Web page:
Five Americans held as hostages by Iran have been returned to the United States following a political deal in which President Joe Biden agreed to unfreeze US$6 billion in Iranian funds held in South Korean banks in exchange for the prisoners.
Hostage-taking has been frequently used by both states and insurgent groups as a means to extract funds or concessions from more powerful states. Iran took 52 American diplomats and citizens hostage in 1979 and held them for over a year.
In recent years, foreign citizens have been taken hostage in countries such as Nigeria, Papua New Guinea, Afghanistan and Iraq.
As a political philosopher, I am interested in the morality of using funds to secure the release of hostages. The appeal of doing so is powerful, but the long-term moral costs of acceding to the demands of hostage-takers is frequently even more significant.
There are some powerful moral reasons to argue that trading money for hostages is morally defensible. Eighteenth-century philosopher Immanuel Kant takes the fundamental tenet of morality to be that human beings are ethically distinct from goods, such as money. Under this lens, Biden may have done the right thing by choosing to give up money in exchange for the safety and liberty of these hostages.
ANALYSIS: How Hostage Taking Is An Integral Part of Iran’s Foreign Policy
The payments may also be justified with reference to the moral purposes of the state itself. If the central job of any political government is to protect its citizens, then a government that did not work to repatriate its citizens held abroad might be seen as failing to do its job.
However, strong arguments can also be brought to bear against the practice of paying for the release of hostages. Utilitarian philosophers argue that public policy ought to focus on maximizing human happiness and well-being – not simply now, but over time. If hostage-takers are rewarded, it is entirely possible that they will choose to take more hostages in the future.
The release of $6 billion to the government of Iran will bring significant benefits for the present hostages and their families. It may also, however, ensure a stream of future hostages, for whom similar ethical calculations must be made.
The Islamic Republic’s Hostage Bazaar
There are further ethical worries that stem from the use of that $6 billion. Any group that is willing to take hostages could well engage in other morally questionable practices as well.
The government of Iran, for instance, has come under recent criticism for its financial support for violent, nonstate, regional agents – including, notably, Hezbollah, designated as a terrorist group by both the United States and the European Union. Additionally, there are allegations that Iran provided military support to Russia during its ongoing war against Ukraine.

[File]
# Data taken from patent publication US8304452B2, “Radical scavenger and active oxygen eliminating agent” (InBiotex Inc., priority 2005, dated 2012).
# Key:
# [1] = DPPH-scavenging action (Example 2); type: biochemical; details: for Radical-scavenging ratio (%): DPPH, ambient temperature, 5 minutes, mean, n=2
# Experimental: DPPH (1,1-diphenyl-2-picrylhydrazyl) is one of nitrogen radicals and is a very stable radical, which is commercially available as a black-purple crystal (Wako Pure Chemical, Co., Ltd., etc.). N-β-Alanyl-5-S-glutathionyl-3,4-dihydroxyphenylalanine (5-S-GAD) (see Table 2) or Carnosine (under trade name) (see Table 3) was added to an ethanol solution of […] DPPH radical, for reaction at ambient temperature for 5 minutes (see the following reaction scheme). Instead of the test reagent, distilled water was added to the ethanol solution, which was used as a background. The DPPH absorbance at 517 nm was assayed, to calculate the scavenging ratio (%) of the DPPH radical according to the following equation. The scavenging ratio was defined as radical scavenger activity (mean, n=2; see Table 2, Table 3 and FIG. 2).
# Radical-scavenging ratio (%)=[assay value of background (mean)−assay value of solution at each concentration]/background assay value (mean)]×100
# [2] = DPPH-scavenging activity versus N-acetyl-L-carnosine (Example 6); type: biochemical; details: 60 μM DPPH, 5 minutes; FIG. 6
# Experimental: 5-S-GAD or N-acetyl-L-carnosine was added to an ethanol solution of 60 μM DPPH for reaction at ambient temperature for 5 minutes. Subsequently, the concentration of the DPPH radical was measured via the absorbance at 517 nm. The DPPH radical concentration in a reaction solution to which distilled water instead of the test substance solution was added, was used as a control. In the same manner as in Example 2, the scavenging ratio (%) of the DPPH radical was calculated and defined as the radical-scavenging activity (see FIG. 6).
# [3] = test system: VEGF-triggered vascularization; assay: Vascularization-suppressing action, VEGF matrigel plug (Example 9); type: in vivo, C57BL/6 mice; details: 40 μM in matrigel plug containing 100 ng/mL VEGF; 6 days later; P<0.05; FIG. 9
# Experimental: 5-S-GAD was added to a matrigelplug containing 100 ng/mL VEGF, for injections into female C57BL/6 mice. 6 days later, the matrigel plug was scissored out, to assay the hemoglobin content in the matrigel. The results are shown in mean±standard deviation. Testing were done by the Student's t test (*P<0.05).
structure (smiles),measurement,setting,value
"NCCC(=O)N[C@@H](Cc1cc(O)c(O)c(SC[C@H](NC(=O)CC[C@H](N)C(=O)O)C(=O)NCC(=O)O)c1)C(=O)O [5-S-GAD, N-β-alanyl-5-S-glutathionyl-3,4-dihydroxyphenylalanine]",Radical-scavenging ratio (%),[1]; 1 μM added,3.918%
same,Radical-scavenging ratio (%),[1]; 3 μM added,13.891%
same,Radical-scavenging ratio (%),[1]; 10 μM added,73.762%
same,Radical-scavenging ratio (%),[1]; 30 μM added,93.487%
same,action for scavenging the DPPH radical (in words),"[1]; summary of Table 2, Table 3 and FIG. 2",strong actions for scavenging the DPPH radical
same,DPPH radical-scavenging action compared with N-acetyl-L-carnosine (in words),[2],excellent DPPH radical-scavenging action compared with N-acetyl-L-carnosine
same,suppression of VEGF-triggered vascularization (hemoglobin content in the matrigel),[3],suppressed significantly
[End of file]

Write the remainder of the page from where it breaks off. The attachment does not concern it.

Within its own borders, Iran has come under increased scrutiny for its domestic record on human rights – which includes the extrajudicial killings of protesters, including children.
The Biden administration has been quick to assert that the money will be used by Iran only for humanitarian purposes. Nonetheless, the influx of such a significant amount of funds seems likely to increase Iran’s overall strength and ability to act in favor of its aims.
Such aims may come with significant risks of violence and destabilization, given the ways in which Iranian money has been used in the past to support violent, nonstate agents throughout the Middle East.
The short-term benefits to the hostages and their families must be weighed against these long-term effects.
These future risks, moreover, are often given less weight than is appropriate, because of the natural human tendency to focus on the present and the particular over the uncertain.
Philosophers such as Peter Singer have criticized governments that choose to spend large sums to rescue particular people, when such money might have saved more lives if directed elsewhere.
To take one example: Governments routinely spend great sums to rescue people lost at sea – including the wealthy travelers who chose to voyage to the Titanic on a submersible that proved to be unsafe. The money devoted to that rescue operation would almost certainly have saved more lives were it devoted to other purposes, such as public health or development aid.
Medical ethicists such as Dan Brock have argued that this difference in attitude reflects irrationality rather than ethics. There is no moral difference between the death of a specific and known person and a statistical death in the future. Policymakers act wrongly by ignoring the latter in favor of the former.
The same conclusions seem appropriate for policymakers using funds to rescue hostages when those funds are likely to make violent agents more powerful. If the money provided to save one life causes the deaths of more lives in the future, those paying the money have – if Singer and Brock are correct – acted wrongly.
The question of whether to pay for the release of hostages is a difficult one, and there is no single answer that does not raise significant ethical challenges.
The practice of hostage-taking, moreover, seems to be on the rise, with an estimated 580% increase in American citizens taken hostage abroad in the past eight years.
There is no single reason for this increase; it reflects factors as diverse as a growing hostility toward international humanitarian norms and an increased willingness by authoritarian states to directly target foreign journalists. These factors, sadly, are unlikely to improve in the near future.
At the very least, if a state chooses to pay for the release of its citizens, I believe, it must do what it can to mitigate the harms wrought by that payment – including, most importantly, making some significant effort to prevent hostile powers from taking hostages in the first place.